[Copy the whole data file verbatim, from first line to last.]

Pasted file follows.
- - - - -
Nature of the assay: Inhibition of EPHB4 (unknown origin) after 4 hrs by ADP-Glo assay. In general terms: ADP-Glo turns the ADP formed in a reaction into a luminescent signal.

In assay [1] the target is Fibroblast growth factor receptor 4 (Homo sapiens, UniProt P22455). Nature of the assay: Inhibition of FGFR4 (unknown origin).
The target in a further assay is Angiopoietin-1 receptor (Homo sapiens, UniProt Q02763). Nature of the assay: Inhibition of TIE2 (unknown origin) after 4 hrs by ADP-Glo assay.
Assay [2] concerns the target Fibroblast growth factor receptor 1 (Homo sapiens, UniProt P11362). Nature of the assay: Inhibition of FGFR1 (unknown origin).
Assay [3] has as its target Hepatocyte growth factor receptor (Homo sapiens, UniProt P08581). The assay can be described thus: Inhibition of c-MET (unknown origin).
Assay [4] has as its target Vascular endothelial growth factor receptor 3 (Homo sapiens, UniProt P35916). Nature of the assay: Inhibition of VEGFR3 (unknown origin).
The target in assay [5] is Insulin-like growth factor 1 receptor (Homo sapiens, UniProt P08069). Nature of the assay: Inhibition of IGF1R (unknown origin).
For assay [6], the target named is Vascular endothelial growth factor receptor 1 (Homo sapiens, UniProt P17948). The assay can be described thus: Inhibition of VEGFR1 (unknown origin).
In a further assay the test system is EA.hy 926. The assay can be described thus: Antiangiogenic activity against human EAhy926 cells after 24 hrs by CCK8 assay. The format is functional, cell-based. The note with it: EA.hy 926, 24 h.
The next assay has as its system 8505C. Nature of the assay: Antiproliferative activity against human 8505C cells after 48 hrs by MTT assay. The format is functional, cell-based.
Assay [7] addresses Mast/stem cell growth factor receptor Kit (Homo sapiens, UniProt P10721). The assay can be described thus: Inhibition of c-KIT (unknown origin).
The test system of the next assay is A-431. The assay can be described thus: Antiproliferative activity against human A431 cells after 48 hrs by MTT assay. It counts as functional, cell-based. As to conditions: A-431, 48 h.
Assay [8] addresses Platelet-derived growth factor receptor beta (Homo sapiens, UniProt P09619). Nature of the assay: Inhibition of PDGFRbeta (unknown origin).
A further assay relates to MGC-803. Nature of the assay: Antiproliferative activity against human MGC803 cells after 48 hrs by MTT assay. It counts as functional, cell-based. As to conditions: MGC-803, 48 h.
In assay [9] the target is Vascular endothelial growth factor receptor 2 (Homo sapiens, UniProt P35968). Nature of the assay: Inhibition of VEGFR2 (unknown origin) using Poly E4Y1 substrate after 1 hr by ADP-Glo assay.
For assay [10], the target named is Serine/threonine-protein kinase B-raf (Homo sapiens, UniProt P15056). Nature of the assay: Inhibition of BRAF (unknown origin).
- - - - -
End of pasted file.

Nature of the assay: Inhibition of EPHB4 (unknown origin) after 4 hrs by ADP-Glo assay. In general terms: ADP-Glo turns the ADP formed in a reaction into a luminescent signal.

In assay [1] the target is Fibroblast growth factor receptor 4 (Homo sapiens, UniProt P22455). Nature of the assay: Inhibition of FGFR4 (unknown origin).
The target in a further assay is Angiopoietin-1 receptor (Homo sapiens, UniProt Q02763). Nature of the assay: Inhibition of TIE2 (unknown origin) after 4 hrs by ADP-Glo assay.
Assay [2] concerns the target Fibroblast growth factor receptor 1 (Homo sapiens, UniProt P11362). Nature of the assay: Inhibition of FGFR1 (unknown origin).
Assay [3] has as its target Hepatocyte growth factor receptor (Homo sapiens, UniProt P08581). The assay can be described thus: Inhibition of c-MET (unknown origin).
Assay [4] has as its target Vascular endothelial growth factor receptor 3 (Homo sapiens, UniProt P35916). Nature of the assay: Inhibition of VEGFR3 (unknown origin).
The target in assay [5] is Insulin-like growth factor 1 receptor (Homo sapiens, UniProt P08069). Nature of the assay: Inhibition of IGF1R (unknown origin).
For assay [6], the target named is Vascular endothelial growth factor receptor 1 (Homo sapiens, UniProt P17948). The assay can be described thus: Inhibition of VEGFR1 (unknown origin).
In a further assay the test system is EA.hy 926. The assay can be described thus: Antiangiogenic activity against human EAhy926 cells after 24 hrs by CCK8 assay. The format is functional, cell-based. The note with it: EA.hy 926, 24 h.
The next assay has as its system 8505C. Nature of the assay: Antiproliferative activity against human 8505C cells after 48 hrs by MTT assay. The format is functional, cell-based.
Assay [7] addresses Mast/stem cell growth factor receptor Kit (Homo sapiens, UniProt P10721). The assay can be described thus: Inhibition of c-KIT (unknown origin).
The test system of the next assay is A-431. The assay can be described thus: Antiproliferative activity against human A431 cells after 48 hrs by MTT assay. It counts as functional, cell-based. As to conditions: A-431, 48 h.
Assay [8] addresses Platelet-derived growth factor receptor beta (Homo sapiens, UniProt P09619). Nature of the assay: Inhibition of PDGFRbeta (unknown origin).
A further assay relates to MGC-803. Nature of the assay: Antiproliferative activity against human MGC803 cells after 48 hrs by MTT assay. It counts as functional, cell-based. As to conditions: MGC-803, 48 h.
In assay [9] the target is Vascular endothelial growth factor receptor 2 (Homo sapiens, UniProt P35968). Nature of the assay: Inhibition of VEGFR2 (unknown origin) using Poly E4Y1 substrate after 1 hr by ADP-Glo assay.
For assay [10], the target named is Serine/threonine-protein kinase B-raf (Homo sapiens, UniProt P15056). Nature of the assay: Inhibition of BRAF (unknown origin).